Archive for August, 2010


When I was a bit younger we would read a portion of our prayer book that highlights a slug of things for which we asked forgiveness.  One no-no had something to do with xenophobia.  Since I was not as smart as my buddy Russell Klem and had not, like him, read the dictionary cover-to-cover during my summer vacation, xenophobia was not at the top of my most-used-words list.

Every time I saw the prayer and stumbled over the word, I had visions of people with a  horrible disease like leprosy.  Charlton Heston’s mother and sister in Ben Hur floated through my head and I assumed that I was to feel ashamed for avoiding people like that.  I usually promised myself that I would look for some lepers in the coming year and share good times with them.

Only later did I find the true meaning of xenophobia and found that there were lots of people that the word applied to.  From my perspective, black people, people who wore funny hats, spoke a different language or ate without switching their fork and knife after every bite fell into the fear category that xenophobia encompassed.  Even Republicans.  I have since tried to shed those people from my irrational behavior, but a few still pop into my head from time to time.

But I’m an amateur xenophobe in comparison to some other people.  It appears that the fear of those unlike ourselves has been taken to a new level.  People who think Muslims shouldn’t be able to build a house of worship two blocks from ground zero.  Folks who think gays and lesbians are second (or worse) class citizens not deserving of the right to be miserable in marriage.  And those who think we should amend the Constitution to cleanse the country of those who were born here without reminding their folks to get their citizenship papers before jumping into the hay.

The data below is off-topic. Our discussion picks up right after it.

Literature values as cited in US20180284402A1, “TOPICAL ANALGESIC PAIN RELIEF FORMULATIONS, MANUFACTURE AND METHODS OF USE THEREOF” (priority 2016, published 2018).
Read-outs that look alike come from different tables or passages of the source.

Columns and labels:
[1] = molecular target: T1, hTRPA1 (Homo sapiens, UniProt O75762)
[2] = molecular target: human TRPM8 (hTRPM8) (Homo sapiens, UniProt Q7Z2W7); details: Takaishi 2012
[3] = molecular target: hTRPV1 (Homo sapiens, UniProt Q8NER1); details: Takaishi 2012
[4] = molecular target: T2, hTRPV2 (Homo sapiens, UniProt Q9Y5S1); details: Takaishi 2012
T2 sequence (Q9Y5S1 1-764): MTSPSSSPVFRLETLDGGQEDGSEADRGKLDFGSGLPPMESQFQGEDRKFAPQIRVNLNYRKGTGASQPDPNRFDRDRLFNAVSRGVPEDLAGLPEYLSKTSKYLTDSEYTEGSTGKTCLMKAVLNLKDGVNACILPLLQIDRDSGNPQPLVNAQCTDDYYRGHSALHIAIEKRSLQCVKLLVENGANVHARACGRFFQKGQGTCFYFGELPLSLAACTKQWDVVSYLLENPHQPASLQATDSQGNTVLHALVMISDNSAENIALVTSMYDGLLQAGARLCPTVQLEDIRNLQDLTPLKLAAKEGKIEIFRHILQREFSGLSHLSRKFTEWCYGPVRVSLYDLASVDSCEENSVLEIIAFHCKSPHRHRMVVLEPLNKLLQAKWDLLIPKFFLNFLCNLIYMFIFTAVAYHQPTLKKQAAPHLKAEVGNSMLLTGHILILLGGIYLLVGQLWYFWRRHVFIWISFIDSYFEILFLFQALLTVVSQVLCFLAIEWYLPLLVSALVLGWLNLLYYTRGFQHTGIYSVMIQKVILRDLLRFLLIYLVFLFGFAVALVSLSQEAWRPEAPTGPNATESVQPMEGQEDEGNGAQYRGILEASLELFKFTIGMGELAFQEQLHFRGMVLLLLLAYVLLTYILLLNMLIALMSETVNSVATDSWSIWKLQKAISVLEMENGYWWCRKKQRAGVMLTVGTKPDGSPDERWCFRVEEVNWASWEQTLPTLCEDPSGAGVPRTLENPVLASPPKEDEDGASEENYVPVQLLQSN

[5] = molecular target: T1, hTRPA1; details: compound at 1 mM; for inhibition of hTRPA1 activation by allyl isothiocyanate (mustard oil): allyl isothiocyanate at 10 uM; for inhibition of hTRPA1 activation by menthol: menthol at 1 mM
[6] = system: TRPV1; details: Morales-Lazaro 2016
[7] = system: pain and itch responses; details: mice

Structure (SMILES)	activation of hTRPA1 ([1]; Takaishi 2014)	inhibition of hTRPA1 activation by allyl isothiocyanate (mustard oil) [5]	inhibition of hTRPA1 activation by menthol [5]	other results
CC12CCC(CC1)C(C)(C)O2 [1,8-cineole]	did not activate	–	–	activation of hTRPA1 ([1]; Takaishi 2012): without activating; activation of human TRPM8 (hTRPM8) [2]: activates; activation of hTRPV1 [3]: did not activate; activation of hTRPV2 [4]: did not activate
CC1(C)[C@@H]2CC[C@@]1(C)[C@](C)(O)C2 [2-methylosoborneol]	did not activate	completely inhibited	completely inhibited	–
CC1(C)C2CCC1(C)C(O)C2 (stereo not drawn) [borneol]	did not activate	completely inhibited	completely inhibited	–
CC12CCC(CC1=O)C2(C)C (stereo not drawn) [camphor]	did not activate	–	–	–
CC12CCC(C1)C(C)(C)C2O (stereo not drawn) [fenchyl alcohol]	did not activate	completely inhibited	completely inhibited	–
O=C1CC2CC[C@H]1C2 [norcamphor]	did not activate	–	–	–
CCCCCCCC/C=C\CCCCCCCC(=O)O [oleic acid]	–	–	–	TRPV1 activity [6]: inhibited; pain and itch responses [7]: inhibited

Now you would think that different xenophobes would focus on particular categories of folks who don’t deserve to be treated like us.  For example, specialists in Muslim xenophobia would be different from folks who specialize in gay/lesbian xenophobia.  If that were the case, it would be very difficult to identify the true xenophobe.  He or she couldn’t always be relied on to demonstrate that irrational fear.

But god works in wondrous ways.  She, in her infinite wisdom, made xenophobes generalists.  No trouble identifying one.  They can always be relied upon to rant, mis-state facts, threaten, and occasionally pass laws that single out those different from them.  They occasionally wear ID cards, carry placards and appear on certain networks proudly strutting their xenophobic tendencies.  Thank you, god.

I was particularly impressed today with Jay Ambrose’s column  in the Ventura Star.  Jay reviewed Judge Vaughn Walker’s overturning of Prop 8.  A lot of nerve acting like a king, Jay said, overruling the will of the people.  After all, 52% of Californians had passed a law that returned homosexuals to second class status.  That should be enough reason to leave things be.  Jay went on to say that gays and lesbians had enough rights already.  They could pretend to be married and get most, but not all, the same entitlements as real married folk.  They were not being treated unfairly, just differently. There is no inequality here, and to assert the opposite is equivalent to saying it’s discrimination to deny Social Security to young, able-bodied working people. Or to deny food stamps to the rich. Or to tell octogenarian men they cannot join the Boy Scouts.

Separate and unequal is the watchword of their faith.  Even the Boy Scouts don’t offer a merit badge for that.



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